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Keys for Keystone: Inventory Three Times a Week and Keep ‘The Beast’ Fed (Part 1 of 2)

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keystone resort, colorado
Visitors can paddleboat or canoe across Keystone Lake during the summertime. (Photo: Robert Miller/Vail Resorts)

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Richard Griffin
Richard Griffin, laundry manager for the Keystone Lodge and Spa.

KEYSTONE, Colo. — You might not expect a town of 825 permanent residents to have much need for production laundry services, but try adding 230 inches of annual snowfall, 19 ski lifts, 135 ski runs, cat skiing, night skiing, high-speed gondola rides, ice skating, and hockey.

Twenty-five thousand pounds of rooms linen each day adds up pretty quick for Richard Griffin, laundry manager for the Keystone Lodge and Spa.

Griffin, a veteran laundry manager and vice president of the Association for Linen Management, operates a tight but effective production hospitality plant at the Vail Resorts property. Service requirements include three different levels of linen quality serving 400 hotel rooms and 1,600 condo units.

He recently spoke to American Laundry News about the challenges of linen management and distribution at the seasonal resort laundry operation.

“The key to our linen management success is controlling the inventory,” Griffin says. “We provide linen services here at the Keystone Lodge and Spa, but also to a number of smaller properties in Keystone and over the mountain at Breckenridge, as well as for 1,600 condo units in the area.”

Q: How do you keep track of inventory at so many locations?

Griffin: We physically inventory the available linen at all of our major drop points three times per week. One of my employees, separate from the delivery person, visits each location and does an inventory. This gives us hands-on knowledge of what is needed in each area.

If we get a call requesting a linen delivery, I already know what they have and where it is. The goal is to keep linen from being stockpiled in dead inventory.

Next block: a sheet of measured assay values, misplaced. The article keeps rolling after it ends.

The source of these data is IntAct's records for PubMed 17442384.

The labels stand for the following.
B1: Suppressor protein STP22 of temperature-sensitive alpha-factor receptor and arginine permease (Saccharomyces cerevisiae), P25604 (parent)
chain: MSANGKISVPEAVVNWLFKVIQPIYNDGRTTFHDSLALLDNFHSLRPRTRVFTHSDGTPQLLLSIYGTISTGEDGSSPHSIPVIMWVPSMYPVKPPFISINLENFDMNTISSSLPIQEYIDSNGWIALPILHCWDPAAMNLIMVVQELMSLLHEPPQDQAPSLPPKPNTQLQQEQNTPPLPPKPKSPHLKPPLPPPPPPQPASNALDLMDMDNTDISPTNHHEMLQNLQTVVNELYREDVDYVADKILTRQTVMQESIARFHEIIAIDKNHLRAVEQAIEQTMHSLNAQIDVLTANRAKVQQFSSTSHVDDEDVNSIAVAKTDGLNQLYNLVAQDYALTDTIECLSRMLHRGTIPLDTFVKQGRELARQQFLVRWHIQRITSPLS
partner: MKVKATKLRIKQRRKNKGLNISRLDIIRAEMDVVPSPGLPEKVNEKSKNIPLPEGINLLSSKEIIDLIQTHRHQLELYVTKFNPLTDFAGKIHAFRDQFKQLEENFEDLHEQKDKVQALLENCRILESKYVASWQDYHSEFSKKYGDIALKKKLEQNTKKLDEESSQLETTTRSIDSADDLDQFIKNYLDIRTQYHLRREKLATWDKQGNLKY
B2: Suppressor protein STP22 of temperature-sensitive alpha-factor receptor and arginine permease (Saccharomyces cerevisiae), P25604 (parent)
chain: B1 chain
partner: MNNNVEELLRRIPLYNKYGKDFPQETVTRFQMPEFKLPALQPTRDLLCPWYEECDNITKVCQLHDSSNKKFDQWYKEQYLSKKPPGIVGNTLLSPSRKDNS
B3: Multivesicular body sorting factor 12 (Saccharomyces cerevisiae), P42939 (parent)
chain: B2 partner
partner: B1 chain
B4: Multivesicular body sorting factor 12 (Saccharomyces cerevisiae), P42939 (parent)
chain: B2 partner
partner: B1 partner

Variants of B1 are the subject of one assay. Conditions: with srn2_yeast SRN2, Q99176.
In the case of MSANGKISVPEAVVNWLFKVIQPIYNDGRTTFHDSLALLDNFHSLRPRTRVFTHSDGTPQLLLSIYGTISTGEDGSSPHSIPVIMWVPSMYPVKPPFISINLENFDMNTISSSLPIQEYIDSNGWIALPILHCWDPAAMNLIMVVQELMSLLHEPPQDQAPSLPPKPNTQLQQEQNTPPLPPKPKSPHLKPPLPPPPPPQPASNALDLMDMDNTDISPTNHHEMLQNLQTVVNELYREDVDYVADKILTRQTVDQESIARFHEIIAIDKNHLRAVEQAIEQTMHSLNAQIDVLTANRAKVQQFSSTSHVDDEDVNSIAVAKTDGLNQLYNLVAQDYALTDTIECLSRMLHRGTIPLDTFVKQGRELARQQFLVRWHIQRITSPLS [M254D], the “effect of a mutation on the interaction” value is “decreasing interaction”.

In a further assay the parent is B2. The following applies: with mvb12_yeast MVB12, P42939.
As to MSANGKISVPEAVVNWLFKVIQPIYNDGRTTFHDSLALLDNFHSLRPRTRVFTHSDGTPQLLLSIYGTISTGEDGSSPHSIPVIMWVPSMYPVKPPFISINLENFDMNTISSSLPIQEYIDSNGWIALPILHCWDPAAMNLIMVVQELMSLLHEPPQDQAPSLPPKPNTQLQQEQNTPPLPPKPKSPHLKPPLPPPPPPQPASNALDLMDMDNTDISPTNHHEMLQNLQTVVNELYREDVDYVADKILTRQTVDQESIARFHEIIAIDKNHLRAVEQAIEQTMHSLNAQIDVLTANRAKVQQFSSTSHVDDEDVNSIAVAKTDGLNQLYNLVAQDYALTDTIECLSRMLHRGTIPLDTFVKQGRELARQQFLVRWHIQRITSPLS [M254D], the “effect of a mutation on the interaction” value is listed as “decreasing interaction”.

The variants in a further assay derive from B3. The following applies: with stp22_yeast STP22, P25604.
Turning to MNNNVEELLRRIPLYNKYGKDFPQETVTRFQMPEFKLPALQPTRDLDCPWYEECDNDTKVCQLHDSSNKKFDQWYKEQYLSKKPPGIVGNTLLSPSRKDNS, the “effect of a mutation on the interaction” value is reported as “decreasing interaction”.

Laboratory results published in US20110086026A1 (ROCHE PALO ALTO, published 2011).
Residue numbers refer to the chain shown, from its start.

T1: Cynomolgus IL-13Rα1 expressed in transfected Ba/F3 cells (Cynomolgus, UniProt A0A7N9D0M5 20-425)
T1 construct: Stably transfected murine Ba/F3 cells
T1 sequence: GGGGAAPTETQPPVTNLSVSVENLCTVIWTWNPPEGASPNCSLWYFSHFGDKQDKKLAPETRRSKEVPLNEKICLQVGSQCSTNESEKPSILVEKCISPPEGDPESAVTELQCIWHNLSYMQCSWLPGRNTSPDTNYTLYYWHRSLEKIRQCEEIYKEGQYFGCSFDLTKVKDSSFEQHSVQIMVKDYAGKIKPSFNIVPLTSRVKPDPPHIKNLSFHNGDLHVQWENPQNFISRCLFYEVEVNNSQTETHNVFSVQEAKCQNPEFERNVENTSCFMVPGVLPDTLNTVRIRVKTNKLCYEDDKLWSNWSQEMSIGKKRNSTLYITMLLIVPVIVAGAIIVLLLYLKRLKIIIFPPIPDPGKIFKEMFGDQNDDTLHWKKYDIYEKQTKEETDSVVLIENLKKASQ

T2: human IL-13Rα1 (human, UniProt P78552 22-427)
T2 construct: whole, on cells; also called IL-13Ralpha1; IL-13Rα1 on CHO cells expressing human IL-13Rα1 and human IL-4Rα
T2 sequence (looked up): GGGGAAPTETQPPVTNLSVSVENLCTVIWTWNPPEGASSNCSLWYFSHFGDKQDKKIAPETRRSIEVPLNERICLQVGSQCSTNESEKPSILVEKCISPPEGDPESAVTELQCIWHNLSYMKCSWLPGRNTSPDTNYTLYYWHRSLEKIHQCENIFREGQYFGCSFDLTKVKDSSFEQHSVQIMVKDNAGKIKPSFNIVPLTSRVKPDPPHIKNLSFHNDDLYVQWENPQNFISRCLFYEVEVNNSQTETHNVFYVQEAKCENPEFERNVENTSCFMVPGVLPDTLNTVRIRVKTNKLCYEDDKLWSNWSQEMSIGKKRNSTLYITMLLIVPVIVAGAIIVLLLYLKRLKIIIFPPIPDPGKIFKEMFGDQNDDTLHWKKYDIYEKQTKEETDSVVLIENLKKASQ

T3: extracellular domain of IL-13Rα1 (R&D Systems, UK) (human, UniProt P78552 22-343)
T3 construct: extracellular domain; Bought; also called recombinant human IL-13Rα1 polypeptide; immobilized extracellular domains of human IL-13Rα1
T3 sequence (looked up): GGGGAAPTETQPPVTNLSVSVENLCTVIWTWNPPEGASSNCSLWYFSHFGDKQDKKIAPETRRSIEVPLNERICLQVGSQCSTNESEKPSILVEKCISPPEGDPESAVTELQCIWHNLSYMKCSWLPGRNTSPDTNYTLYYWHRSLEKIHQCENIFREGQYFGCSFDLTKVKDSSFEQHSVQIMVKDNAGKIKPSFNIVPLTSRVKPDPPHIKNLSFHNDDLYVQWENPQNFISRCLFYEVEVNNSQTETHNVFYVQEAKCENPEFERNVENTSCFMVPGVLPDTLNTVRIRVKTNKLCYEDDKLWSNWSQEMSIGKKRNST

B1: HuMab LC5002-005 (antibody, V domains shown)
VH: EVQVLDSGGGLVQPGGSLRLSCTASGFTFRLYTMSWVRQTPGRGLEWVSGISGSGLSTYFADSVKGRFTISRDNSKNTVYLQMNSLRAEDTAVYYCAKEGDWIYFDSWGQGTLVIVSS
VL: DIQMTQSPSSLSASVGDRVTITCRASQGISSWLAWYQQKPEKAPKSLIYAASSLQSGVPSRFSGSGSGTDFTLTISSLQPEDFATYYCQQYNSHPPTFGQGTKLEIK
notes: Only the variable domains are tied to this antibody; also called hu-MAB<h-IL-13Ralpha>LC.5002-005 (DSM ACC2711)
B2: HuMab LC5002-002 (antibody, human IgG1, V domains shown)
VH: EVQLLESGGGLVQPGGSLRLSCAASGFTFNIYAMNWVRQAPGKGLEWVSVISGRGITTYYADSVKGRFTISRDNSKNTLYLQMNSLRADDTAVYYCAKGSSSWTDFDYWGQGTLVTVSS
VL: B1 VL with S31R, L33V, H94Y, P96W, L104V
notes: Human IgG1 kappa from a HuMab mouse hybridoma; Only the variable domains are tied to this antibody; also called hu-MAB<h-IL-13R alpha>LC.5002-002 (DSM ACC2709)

We have storage and staging in a building adjacent to the laundry. We build our orders in bulk carts with help from in-house linen management software, and with information provided by our physical inventories. Each cart is then tagged so the customer knows what they received.

Q: What about par levels?

Griffin: The transportation requirement for off-site clients increases the par level requirement. Most of our hotels maintain a par level of three to four. In addition to all the normal stuff you deal with in meeting deliveries, we have some special high-mountain conditions.

Q: Like what?

Griffin: Weather affects a lot of things out here. The skiing here is great due to the volume of snow that we get. Laundry carts don’t roll through snow very well.

Linen in transport from offsite locations back to the laundry can get frozen. “Thawing” is typically not in the standard ALM linen cycle process taught at ALLC (American Laundry & Linen College) back in Kentucky. There are times when linen arrives at the laundry frozen solid. We have to bring it inside for several hours before we can begin sorting.

Tomorrow: How operating a tunnel differs from a conventional wash aisle...

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